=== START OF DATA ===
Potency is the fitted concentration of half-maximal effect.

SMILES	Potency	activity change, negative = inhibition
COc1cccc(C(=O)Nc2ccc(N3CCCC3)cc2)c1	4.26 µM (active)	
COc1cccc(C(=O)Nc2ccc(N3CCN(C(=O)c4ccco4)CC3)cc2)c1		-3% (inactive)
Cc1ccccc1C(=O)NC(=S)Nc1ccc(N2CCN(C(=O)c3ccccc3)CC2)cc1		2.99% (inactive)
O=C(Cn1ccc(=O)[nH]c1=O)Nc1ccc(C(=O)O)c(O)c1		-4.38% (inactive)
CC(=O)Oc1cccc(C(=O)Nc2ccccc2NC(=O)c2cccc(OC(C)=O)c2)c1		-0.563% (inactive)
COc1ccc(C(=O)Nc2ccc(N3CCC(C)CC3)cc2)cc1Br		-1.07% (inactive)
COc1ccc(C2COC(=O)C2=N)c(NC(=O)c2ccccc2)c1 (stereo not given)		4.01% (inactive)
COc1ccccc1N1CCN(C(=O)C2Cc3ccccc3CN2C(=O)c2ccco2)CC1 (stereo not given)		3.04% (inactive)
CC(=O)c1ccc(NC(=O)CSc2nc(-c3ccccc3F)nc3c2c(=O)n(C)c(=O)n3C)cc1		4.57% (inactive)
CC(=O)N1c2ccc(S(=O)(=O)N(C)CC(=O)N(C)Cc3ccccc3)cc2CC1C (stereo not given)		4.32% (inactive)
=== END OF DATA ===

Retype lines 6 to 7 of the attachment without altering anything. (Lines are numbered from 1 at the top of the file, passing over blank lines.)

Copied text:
O=C(Cn1ccc(=O)[nH]c1=O)Nc1ccc(C(=O)O)c(O)c1		-4.38% (inactive)
CC(=O)Oc1cccc(C(=O)Nc2ccccc2NC(=O)c2cccc(OC(C)=O)c2)c1		-0.563% (inactive)